J&J Vaccine Pause – Prudence or Politics?
A Commentary by Brian C. Joondeph
The FDA and CDC this week recommended a pause in COVID vaccinations of the Johnson & Johnson single shot vaccine due to a small number of reports of blood clots in individuals receiving the vaccine.
This vaccine is the third FDA “allowed” vaccine, along with Pfizer and Moderna, not with the good seal of FDA approval but under Emergency Use Authorization (EUA). Such authorization allows the Secretary of HHS to declare that emergency use is appropriate when necessary, for public health and national security, when no adequate approved alternatives exist.
To move from FDA authorization to approval, the FDA requires six months of data, which there is now, at least for Pfizer and Moderna. The FDA then takes up to six months to review the application and data before granting approval. Once a fully approved vaccine is available, the opportunity for an EUA vaccine goes away as there would be an approved alternative at this point.
As an EUA is technically a clinical trial, although open-label and non-randomized, the FDA is closely watching for vaccine adverse effects. Healthcare providers are required to report any and all vaccine adverse effects to the Vaccine Adverse Event Reporting System.
Several days ago, the J&J vaccine was paused “out of an abundance of caution” even though the blood clots appeared to be “extremely rare,” six reported cases out of 7 million doses, less than one in a million odds.
All six cases were in women ages 18 to 48, one woman died, and one was hospitalized in critical condition. Is one in a million enough to cause a pause? There are reports of people dying after the other vaccines. In fact, as of early March, over 900 persons died after COVID vaccination. Note I did not say “due to,” only “after,” raising the issue of association versus causation.
Remember last year that anyone who died with a positive COVID test was classified as a “COVID death,” even if they died of a gunshot wound, contributing to the nonstop death tickers running on cable news networks.
Under those rules, anyone who died within a few weeks of vaccination should be called a “vaccine death,” regardless of actual cause of death. But like with so many things COVID, the rules and goalposts shift based on the desired political narrative at the time. A CNN insider admitted that CNN hyped the COVID death toll for ratings and politics.
For perspective, the odds of a blood clot after the J&J vaccine, one in a million, are smaller than the odds of being struck by lightning in a given year, 1 in 700,000, and far smaller than the lifetime risk of 1 in 3000. The odds of getting hit by a meteorite are also 1 in 3000. Motor vehicle traffic deaths in the US occur at a rate of 11 per 100,000, one of the highest probability causes of death, and there is no move to take a pause on driving.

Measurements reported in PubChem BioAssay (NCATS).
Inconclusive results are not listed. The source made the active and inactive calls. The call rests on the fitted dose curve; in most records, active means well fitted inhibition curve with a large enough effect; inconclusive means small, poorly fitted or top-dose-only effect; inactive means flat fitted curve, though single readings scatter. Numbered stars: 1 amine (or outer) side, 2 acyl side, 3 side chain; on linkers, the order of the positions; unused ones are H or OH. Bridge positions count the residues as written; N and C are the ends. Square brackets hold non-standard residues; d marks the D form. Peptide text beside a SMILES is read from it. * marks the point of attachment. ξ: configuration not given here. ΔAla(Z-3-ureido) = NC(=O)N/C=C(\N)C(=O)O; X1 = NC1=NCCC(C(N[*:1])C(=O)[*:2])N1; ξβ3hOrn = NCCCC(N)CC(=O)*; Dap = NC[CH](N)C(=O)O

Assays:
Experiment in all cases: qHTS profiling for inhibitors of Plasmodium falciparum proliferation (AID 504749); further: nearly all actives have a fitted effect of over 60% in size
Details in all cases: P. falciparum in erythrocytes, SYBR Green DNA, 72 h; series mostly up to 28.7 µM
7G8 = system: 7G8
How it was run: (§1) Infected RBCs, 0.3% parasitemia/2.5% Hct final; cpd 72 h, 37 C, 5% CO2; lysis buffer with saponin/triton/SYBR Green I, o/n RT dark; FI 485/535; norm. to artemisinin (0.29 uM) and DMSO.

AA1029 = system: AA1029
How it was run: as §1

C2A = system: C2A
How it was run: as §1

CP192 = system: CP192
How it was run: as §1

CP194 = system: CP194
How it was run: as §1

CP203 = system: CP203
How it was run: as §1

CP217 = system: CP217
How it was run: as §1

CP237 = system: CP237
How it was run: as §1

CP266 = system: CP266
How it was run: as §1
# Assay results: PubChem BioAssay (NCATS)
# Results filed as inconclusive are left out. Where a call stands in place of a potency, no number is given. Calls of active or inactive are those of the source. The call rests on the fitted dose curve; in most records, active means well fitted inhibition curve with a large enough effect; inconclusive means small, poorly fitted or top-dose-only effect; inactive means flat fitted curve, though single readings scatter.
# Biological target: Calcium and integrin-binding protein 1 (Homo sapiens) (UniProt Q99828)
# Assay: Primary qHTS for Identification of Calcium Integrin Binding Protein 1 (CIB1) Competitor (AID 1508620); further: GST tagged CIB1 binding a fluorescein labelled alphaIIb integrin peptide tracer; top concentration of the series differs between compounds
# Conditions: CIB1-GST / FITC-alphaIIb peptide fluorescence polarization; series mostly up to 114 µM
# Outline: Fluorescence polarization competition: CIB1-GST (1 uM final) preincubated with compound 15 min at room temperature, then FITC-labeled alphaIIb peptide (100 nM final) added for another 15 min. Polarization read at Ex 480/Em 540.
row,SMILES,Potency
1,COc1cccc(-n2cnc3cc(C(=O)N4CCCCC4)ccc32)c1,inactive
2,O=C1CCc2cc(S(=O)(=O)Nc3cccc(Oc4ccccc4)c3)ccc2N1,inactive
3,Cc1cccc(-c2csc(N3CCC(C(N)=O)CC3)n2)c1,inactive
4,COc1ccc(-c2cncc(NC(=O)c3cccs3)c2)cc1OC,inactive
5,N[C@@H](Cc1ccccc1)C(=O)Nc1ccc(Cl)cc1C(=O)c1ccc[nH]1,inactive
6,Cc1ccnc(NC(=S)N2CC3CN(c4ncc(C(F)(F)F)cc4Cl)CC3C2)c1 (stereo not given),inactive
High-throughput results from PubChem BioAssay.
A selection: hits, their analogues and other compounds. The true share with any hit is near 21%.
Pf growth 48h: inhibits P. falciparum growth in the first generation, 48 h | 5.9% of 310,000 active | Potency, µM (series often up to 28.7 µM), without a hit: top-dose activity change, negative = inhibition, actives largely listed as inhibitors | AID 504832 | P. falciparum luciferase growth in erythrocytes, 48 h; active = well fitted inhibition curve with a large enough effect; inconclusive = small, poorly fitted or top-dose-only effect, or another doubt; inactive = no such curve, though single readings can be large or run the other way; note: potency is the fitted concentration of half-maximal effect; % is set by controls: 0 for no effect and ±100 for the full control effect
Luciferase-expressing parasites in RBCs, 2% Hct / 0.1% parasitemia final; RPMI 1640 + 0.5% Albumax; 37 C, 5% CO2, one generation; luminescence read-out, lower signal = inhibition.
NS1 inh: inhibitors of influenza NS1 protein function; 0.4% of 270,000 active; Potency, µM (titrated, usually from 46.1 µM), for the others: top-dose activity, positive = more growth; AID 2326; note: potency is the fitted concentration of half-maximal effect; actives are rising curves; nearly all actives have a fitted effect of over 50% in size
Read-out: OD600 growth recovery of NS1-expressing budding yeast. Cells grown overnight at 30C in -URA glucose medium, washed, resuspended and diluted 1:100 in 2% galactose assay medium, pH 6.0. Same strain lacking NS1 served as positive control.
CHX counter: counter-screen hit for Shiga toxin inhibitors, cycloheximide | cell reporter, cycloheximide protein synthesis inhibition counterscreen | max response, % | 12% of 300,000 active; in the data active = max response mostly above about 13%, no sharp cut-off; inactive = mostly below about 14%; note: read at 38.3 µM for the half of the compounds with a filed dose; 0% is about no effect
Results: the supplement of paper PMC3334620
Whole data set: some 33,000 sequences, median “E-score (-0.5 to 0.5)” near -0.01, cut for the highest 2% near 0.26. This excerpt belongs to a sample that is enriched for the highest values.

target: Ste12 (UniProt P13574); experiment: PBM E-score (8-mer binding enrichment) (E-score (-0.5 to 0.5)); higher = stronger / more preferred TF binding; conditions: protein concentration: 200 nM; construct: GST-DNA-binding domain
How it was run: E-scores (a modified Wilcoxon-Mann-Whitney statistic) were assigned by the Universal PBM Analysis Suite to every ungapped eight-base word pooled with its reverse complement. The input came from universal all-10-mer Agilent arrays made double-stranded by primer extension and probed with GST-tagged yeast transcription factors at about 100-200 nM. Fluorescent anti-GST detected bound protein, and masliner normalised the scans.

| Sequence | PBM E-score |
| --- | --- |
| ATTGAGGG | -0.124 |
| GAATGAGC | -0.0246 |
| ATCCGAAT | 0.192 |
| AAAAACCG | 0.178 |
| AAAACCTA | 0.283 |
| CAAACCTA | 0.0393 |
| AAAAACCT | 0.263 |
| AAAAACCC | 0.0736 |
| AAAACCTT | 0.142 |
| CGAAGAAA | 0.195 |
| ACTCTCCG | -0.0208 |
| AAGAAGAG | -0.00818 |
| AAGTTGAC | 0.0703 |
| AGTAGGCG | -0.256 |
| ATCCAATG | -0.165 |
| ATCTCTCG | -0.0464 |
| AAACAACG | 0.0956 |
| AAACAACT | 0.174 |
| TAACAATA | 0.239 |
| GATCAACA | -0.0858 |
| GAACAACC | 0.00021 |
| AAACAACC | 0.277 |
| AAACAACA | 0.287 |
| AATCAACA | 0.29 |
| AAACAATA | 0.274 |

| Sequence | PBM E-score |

The blood clots following J&J vaccine were central venous sinus thrombosis, a rare but potentially fatal condition, occurring in 2-14 per million, more common than what was reported post vaccine and more common in women. Systemic inflammation, induced via vaccination, also increases the risk. Oral contraceptives, common in the age group of the women having blood clots post vaccine, also increase the risk of blood clots.
Venous thrombosis in the general population occurs annually in 1 in 1000 adults, a far higher incidence than the 1 in a million after the vaccine. Perspective is important.
Have all the blood clots been reported? What about blood clots causing heart attacks and strokes? Do we have complete data? Are government agencies playing it straight with the public? Remember these are the same agencies that recommended no masks, then one, then two, then one mask.
It’s likely that the FDA is watching vaccine data closely, given the emergency use status, with a low threshold for taking a pause if any safety signals arise, even if faint. Better that then having six cases turn into sixty cases a week later. One of the primary goals of FDA approval is safety, and that’s the side that the FDA will err on.
The plan now is to review more data before making a decision on if or when to resume the J&J vaccinations.
Perhaps this is the prudent move, but given how everything is political these days, one has to consider that aspect.
Pfizer did “not seek an emergency authorization for its coronavirus vaccine until after the election.” They cited a need for additional safety data. President Trump claimed this was deliberate to hurt his reelection bid.
Last year, Pfizer employees contributed $381,930 to Biden and only $119,768 to Trump, more than a three-fold difference. There was certainly a political preference. Did that influence Pfizer’s actions?
If the J&J vaccine is sidelined, that means more business for Pfizer and Moderna and an excuse to continue the COVID mandates, including masks, distancing, and business/school closures favored by Democrat governors and elected officials. How convenient.
Of course, vaccines are political, like everything else. Rasmussen Reports found 45 percent of Democrats very confident that the COVID vaccines are safe and effective, compared to only 32 percent of Republicans, and 24 percent of independents.
How the J&J vaccine pause plays out is anyone’s guess. Was the pause premature? Was it based on an abundance of caution? Or is politics at play? Judging from how COVID has been politicized and weaponized for over a year, one has to wonder what’s driving the pause.
Brian C Joondeph, MD, is a physician and writer. He is on sabbatical from social media.
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